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Macy’s Shakes Up C-Suite and Firms Up Financial Footing

By Vicki M. Young


Changes are afoot at Macy’s Inc.


On Monday, the retailer announced that it will eliminate the chief operations officer role after incumbent John Harper leaves the company on Aug. 1 as part of a leadership shakeup to further its Polaris strategy. Marc Mastonardi, chief stores officer, and Dennis Mullahy, chief supply chain officer, will now report to chairman and CEO Jeff Gennette.


Effective March 15, Laura Miller will replace outgoing chief information officer Naveen Krishna, who is leaving the company. Miller previously held the same title with hospitality titan InterContinental Hotel Group.


The company promoted Chuck DiGiovanna, currently vice president, real estate to lead its real estate function when Douglas W. Sesler, senior vice president, real estate, departs. DiGiovanna will report to chief financial officer Adrian V. Mitchell.


In addition, Marla Beck, who cofounded Bluemercury and serves as CEO, will part ways with the beauty chain this summer. A new Bluemercy CEO, once appointed, will report to Bloomingdale’s chairman and CEO Tony Spring, the company said.


“As a digitally led omnichannel retailer, Macy’s, Inc. is in the midst of an exciting transformation,” Gennette said in a statement. “We are building a diverse leadership team that includes a blend of new talent with outside perspectives along with our tenured and best developed leaders who will accelerate the progress of our Polaris growth strategy. I am confident that these changes in reporting structure will enable us to be nimbler and more efficient as we move forward in our recovery and drive top and bottom-line growth.”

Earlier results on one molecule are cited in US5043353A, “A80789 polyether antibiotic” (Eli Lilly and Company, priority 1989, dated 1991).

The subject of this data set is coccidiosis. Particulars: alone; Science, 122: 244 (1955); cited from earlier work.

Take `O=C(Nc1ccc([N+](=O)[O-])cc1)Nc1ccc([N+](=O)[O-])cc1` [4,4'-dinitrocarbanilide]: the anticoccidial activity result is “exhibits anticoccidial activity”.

Separately, Macy’s revealed plans Tuesday to issue senior notes totaling $500 million to raise capital to fund a separately announced tender offer, as well as for general corporate purposes.


The new notes, issued by subsidiary Macy’s Retail Holdings LLC, are due in 2029. Macy’s did not provide any information on the interest rates for the notes to be offered. The private offering will be considered senior unsecured obligations of the issuer.


The net proceeds, along with cash on hand, will be used to purchase up to $500 million in senior notes and debentures. The cash tender offer, also disclosed on Tuesday, is for notes and debentures due between 2022 and 2024, having interest rates ranging from 2.875 percent to as high as 7.6 percent. The tender offer expires on March 29, 2021. Any proceeds left over will be used for general corporate purposes.


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